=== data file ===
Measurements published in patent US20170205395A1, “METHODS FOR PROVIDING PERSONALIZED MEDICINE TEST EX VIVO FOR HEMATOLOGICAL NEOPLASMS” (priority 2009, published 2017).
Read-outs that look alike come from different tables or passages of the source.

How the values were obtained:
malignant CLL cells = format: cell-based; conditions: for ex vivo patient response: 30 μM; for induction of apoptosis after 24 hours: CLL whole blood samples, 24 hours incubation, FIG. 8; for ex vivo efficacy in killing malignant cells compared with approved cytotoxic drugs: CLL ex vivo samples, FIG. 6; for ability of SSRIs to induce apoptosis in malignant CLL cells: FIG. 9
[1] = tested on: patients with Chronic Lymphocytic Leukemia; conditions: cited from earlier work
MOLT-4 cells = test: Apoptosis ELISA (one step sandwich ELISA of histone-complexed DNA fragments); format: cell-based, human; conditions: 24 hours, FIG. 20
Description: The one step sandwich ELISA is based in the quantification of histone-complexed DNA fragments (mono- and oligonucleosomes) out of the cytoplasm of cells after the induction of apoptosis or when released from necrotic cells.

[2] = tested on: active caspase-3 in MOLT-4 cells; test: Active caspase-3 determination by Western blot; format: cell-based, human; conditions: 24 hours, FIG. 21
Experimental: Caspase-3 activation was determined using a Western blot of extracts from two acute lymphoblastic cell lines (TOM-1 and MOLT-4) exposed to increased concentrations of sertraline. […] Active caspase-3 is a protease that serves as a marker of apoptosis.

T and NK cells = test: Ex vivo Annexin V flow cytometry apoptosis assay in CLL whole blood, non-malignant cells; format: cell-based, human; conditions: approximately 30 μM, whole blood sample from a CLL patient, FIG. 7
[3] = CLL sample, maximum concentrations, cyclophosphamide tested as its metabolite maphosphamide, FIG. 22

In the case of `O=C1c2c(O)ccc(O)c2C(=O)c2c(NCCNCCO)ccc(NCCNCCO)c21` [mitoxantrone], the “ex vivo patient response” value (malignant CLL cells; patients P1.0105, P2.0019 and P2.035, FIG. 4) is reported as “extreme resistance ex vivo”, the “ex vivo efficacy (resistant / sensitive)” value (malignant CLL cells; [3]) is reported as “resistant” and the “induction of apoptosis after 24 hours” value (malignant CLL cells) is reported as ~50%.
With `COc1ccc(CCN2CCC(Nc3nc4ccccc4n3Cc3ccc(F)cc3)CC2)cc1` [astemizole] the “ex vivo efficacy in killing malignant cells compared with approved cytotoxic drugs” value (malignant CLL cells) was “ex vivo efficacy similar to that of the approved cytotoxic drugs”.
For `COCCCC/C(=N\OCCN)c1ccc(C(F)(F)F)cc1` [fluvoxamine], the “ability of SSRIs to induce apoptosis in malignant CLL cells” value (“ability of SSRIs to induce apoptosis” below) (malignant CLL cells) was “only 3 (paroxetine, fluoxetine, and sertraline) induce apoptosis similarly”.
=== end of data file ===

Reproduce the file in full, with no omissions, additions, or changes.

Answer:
Measurements published in patent US20170205395A1, “METHODS FOR PROVIDING PERSONALIZED MEDICINE TEST EX VIVO FOR HEMATOLOGICAL NEOPLASMS” (priority 2009, published 2017).
Read-outs that look alike come from different tables or passages of the source.

How the values were obtained:
malignant CLL cells = format: cell-based; conditions: for ex vivo patient response: 30 μM; for induction of apoptosis after 24 hours: CLL whole blood samples, 24 hours incubation, FIG. 8; for ex vivo efficacy in killing malignant cells compared with approved cytotoxic drugs: CLL ex vivo samples, FIG. 6; for ability of SSRIs to induce apoptosis in malignant CLL cells: FIG. 9
[1] = tested on: patients with Chronic Lymphocytic Leukemia; conditions: cited from earlier work
MOLT-4 cells = test: Apoptosis ELISA (one step sandwich ELISA of histone-complexed DNA fragments); format: cell-based, human; conditions: 24 hours, FIG. 20
Description: The one step sandwich ELISA is based in the quantification of histone-complexed DNA fragments (mono- and oligonucleosomes) out of the cytoplasm of cells after the induction of apoptosis or when released from necrotic cells.

[2] = tested on: active caspase-3 in MOLT-4 cells; test: Active caspase-3 determination by Western blot; format: cell-based, human; conditions: 24 hours, FIG. 21
Experimental: Caspase-3 activation was determined using a Western blot of extracts from two acute lymphoblastic cell lines (TOM-1 and MOLT-4) exposed to increased concentrations of sertraline. […] Active caspase-3 is a protease that serves as a marker of apoptosis.

T and NK cells = test: Ex vivo Annexin V flow cytometry apoptosis assay in CLL whole blood, non-malignant cells; format: cell-based, human; conditions: approximately 30 μM, whole blood sample from a CLL patient, FIG. 7
[3] = CLL sample, maximum concentrations, cyclophosphamide tested as its metabolite maphosphamide, FIG. 22

In the case of `O=C1c2c(O)ccc(O)c2C(=O)c2c(NCCNCCO)ccc(NCCNCCO)c21` [mitoxantrone], the “ex vivo patient response” value (malignant CLL cells; patients P1.0105, P2.0019 and P2.035, FIG. 4) is reported as “extreme resistance ex vivo”, the “ex vivo efficacy (resistant / sensitive)” value (malignant CLL cells; [3]) is reported as “resistant” and the “induction of apoptosis after 24 hours” value (malignant CLL cells) is reported as ~50%.
With `COc1ccc(CCN2CCC(Nc3nc4ccccc4n3Cc3ccc(F)cc3)CC2)cc1` [astemizole] the “ex vivo efficacy in killing malignant cells compared with approved cytotoxic drugs” value (malignant CLL cells) was “ex vivo efficacy similar to that of the approved cytotoxic drugs”.
For `COCCCC/C(=N\OCCN)c1ccc(C(F)(F)F)cc1` [fluvoxamine], the “ability of SSRIs to induce apoptosis in malignant CLL cells” value (“ability of SSRIs to induce apoptosis” below) (malignant CLL cells) was “only 3 (paroxetine, fluoxetine, and sertraline) induce apoptosis similarly”.